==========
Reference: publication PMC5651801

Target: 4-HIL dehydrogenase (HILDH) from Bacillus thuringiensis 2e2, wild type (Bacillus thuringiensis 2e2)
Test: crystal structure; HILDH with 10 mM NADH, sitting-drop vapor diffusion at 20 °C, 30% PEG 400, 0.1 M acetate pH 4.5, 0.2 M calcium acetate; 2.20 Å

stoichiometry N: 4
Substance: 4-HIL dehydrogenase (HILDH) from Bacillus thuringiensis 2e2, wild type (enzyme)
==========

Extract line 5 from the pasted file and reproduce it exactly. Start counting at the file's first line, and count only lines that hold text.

Substance: 4-HIL dehydrogenase (HILDH) from Bacillus thuringiensis 2e2, wild type (enzyme)